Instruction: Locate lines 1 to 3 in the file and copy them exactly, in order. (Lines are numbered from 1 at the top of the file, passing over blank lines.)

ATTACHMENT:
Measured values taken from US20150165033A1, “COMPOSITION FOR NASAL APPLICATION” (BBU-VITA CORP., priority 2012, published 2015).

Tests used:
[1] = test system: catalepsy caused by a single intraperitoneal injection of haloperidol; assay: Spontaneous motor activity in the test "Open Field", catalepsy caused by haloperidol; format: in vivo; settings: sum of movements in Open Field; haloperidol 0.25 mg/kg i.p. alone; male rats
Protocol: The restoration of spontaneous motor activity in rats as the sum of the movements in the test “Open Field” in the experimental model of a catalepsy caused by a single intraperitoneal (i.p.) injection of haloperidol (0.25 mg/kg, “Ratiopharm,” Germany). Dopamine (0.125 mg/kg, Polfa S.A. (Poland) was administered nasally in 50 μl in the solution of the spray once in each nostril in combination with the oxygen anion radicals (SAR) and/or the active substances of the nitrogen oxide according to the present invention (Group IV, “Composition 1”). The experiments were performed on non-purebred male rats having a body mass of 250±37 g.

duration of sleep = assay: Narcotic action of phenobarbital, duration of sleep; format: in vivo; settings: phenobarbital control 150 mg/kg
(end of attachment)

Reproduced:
Measured values taken from US20150165033A1, “COMPOSITION FOR NASAL APPLICATION” (BBU-VITA CORP., priority 2012, published 2015).

Tests used:
[1] = test system: catalepsy caused by a single intraperitoneal injection of haloperidol; assay: Spontaneous motor activity in the test "Open Field", catalepsy caused by haloperidol; format: in vivo; settings: sum of movements in Open Field; haloperidol 0.25 mg/kg i.p. alone; male rats